The key to the strategies I developed is the fact that Kirovs have a feature unique to them among all vehicles. This unique feature is similar to how “superweapons” work. Each side has two superweapons which can only be constructed upon reaching the highest tech level. When you construct a superweapon, a timer appears in the bottom corner of the screen, and the fog of war around the superweapon is revealed to all players. This timer counts down from five minutes for the “lesser” superweapons, and ten minutes for the “greater” superweapons, and upon reaching zero – if the superweapon has not been destroyed by an enemy or sold by the player who built it – it can then be used. This immediate warning serves a number of purposes – it fractionally reduces the value of these extremely powerful weapons by warning the enemy about their existence, it gives the enemy a little bit of information about their opponent’s base, and it also serves to amplify and change up the pace of the game. For the player who constructs the superweapon, the overall strategy of their game shifts to defending that structure (unless it is intended as bait); for the player who is faced with an enemy superweapon, their strategy shifts to either destroying it, or constructing their base and placing their units in a manner that will minimize the eventual damage.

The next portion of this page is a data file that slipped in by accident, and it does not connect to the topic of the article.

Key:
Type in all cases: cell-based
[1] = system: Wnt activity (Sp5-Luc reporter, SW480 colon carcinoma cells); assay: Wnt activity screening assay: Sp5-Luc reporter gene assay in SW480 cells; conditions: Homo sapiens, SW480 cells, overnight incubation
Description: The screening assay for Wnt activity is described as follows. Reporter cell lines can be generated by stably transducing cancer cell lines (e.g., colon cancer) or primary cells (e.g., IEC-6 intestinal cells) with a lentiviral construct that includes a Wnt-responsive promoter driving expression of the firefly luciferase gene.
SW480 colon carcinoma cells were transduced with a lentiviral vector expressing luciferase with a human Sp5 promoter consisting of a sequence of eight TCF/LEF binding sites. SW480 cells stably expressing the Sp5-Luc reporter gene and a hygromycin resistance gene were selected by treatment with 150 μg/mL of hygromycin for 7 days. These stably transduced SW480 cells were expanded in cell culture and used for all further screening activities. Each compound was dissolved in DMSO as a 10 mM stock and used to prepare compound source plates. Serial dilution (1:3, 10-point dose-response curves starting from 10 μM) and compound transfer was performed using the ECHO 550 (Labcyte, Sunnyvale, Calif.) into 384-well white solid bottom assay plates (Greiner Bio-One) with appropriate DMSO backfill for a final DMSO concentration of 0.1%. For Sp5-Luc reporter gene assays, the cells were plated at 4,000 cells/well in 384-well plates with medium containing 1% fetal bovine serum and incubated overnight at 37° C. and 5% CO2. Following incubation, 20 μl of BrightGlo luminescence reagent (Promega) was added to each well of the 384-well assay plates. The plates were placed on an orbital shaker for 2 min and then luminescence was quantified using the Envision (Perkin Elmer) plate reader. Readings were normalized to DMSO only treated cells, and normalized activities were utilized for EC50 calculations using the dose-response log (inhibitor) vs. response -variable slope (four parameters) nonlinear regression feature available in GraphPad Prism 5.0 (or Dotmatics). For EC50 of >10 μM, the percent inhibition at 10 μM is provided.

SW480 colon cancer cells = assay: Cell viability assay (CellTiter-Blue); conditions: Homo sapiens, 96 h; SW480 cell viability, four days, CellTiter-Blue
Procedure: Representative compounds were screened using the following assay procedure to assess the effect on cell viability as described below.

However, the game change when a Kirov is built is more subtle. It is not revealed on the map, and there is no timer noting when its attack will be ready (since it can attack as soon as it is built, like any unit). Instead, a sound plays – a voice clip that announces “Kirov Reporting!” to all players. All the enemy player knows is that a single Kirov has been built, and that – although desperately slow and somewhat unwieldy – this unit will single-handedly destroy their base if it is allowed to gain entry. Once the sound has played they know it is out there somewhere, moving to some location on the map, and needs to be dealt with. This voice clip was presumably implemented because the designers felt the Kirov was a sufficiently powerful unit to merit its own sound clip upon completion (something only unique infantry units also possess) and warn other players about what was coming their way. However, alerting players in this way allowed for a range of interesting tactical options and ways to exploit enemy play, all dependent upon the fact that one’s opponent is informed about the creation of the Kirov, but knows nothing of its movements.